Emergency

Freestanding ERs vs. Hospital ERs

If an emergency happens, where will you go? You may have multiple options in your area, but not all emergency rooms are the same. Making the decision between a freestanding or a hospital ER will affect your out-of-pocket costs, wait times, and access to trauma care. Be proactive and learn about the different types of ERs now so you can make an informed decision during an emergency.

What’s the Difference Between Freestanding ERs and Hospital ERs?

A hospital ER is physically connected to a hospital, whereas a freestanding ER is not. This allows hospital ERs to provide trauma care for the most serious conditions. However, hospital ERs may only be located in specific areas in a city and tend to be more crowded than freestanding ERs. Freestanding emergency rooms can be located in more accessible areas and generally have less wait time than hospital ERs.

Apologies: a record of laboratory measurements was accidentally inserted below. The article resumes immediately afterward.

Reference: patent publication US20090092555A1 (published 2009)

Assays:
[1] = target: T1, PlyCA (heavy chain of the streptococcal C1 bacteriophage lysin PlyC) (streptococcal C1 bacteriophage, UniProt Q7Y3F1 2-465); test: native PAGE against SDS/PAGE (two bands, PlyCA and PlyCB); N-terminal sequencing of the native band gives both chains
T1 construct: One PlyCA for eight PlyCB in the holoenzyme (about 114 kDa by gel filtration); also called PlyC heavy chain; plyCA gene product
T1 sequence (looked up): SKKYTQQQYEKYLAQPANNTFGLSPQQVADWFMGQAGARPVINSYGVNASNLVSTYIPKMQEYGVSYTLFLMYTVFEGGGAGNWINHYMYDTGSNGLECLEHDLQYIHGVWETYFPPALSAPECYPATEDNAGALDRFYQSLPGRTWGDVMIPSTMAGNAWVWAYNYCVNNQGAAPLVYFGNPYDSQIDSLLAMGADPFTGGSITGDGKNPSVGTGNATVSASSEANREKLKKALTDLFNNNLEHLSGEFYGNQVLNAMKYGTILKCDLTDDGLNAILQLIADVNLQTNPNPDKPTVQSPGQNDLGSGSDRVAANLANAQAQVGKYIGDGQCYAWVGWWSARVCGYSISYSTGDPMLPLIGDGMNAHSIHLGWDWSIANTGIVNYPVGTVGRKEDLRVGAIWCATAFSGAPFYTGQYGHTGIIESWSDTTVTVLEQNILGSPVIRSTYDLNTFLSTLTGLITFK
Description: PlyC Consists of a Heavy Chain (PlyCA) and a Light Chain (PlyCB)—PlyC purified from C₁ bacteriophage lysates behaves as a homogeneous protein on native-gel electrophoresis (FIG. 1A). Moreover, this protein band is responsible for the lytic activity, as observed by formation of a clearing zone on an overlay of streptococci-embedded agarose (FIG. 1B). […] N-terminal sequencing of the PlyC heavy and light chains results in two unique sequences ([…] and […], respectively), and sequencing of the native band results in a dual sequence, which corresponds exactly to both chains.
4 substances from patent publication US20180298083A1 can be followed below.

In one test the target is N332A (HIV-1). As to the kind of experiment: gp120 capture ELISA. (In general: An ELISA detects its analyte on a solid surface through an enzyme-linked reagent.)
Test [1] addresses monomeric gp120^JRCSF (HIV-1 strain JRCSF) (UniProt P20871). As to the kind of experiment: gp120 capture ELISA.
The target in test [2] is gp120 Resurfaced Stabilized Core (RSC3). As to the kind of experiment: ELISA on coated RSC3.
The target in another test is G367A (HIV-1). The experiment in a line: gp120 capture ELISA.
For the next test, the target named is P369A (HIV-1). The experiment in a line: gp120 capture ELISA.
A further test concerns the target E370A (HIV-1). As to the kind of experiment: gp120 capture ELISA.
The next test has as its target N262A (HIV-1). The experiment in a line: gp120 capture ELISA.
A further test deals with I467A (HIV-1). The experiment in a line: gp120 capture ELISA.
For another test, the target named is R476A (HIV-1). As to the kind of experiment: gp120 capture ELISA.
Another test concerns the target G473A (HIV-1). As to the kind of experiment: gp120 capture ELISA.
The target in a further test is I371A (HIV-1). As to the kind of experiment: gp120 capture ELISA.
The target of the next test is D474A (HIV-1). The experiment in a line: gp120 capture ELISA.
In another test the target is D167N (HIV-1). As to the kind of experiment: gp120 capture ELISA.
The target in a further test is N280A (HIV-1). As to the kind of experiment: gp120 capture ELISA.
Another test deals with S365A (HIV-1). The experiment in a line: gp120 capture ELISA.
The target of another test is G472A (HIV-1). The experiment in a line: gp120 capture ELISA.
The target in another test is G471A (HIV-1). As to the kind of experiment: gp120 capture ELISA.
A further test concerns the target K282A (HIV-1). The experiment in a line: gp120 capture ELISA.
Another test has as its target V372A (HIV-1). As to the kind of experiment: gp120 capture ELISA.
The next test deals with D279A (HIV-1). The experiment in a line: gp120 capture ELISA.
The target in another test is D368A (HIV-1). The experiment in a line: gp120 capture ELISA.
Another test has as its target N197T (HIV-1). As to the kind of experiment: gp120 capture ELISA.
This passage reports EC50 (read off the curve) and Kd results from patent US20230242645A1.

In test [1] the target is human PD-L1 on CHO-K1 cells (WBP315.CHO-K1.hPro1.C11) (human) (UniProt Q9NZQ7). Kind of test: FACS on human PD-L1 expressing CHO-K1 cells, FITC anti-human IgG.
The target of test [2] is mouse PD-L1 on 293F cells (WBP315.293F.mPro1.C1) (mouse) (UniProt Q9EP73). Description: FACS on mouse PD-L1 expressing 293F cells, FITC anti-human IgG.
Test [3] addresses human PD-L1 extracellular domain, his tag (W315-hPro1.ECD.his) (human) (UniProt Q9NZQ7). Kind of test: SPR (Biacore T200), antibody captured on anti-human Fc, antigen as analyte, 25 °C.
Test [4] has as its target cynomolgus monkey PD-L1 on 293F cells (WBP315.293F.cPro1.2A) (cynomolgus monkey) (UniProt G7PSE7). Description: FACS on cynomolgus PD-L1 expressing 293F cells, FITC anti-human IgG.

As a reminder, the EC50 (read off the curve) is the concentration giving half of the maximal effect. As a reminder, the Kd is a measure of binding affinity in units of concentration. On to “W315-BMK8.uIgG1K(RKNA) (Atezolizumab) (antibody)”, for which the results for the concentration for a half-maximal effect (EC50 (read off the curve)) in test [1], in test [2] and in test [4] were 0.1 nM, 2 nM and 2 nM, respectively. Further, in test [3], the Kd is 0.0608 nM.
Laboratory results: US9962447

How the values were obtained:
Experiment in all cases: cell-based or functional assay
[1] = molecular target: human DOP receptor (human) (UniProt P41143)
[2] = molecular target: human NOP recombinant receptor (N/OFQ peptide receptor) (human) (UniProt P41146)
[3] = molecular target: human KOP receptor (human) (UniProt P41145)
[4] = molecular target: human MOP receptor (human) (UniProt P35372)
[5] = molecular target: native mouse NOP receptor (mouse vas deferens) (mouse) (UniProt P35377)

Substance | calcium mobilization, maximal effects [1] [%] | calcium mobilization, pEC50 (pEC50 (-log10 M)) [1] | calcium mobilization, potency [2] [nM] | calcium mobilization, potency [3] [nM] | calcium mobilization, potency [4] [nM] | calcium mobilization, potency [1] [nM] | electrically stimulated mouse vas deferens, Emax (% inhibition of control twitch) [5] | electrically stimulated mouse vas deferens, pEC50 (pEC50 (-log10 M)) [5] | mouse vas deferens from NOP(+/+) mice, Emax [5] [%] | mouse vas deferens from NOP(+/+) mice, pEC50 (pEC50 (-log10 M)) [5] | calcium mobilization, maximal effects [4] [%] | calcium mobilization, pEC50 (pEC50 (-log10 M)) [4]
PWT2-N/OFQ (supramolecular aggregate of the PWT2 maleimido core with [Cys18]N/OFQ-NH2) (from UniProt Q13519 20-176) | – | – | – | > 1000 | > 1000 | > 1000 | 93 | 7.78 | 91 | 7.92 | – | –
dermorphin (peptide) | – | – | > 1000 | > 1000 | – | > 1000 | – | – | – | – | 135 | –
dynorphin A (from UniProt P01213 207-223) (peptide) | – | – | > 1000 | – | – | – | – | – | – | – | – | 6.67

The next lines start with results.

Though both freestanding and hospital ERs provide high-quality care and can treat the same kinds of emergency conditions, there are a few crucial differences:
Freestanding ERs Hospital ERs
Open Hours 24 hours, 7 days a week 24 hours, 7 days a week
Wait Time Generally shorter than hospital ERs 2.5 to 3 hours on average
Cost Less than hospital ERs Highest out-of-pocket costs
Level of Care Does not include trauma care; could transfer you to a hospital ER based on medical situation Includes trauma care and taking care of the most serious conditions

Deciding Where to Go

Familiarize yourself with the options in your area and check with your health insurance provider to learn more about your coverage. Visit PlanForIt.org to create an emergency plan for you and your family.

CHI St. Luke’s Health Emergency Services offer hospital emergency departments and hospital-based freestanding ERs, meaning they offer seamless hospital admission should another level of care be needed.

Sources:
Study shows parallels among emergency care options
Freestanding ER Guide
Press Ganey Pulse Report
Find A Doctor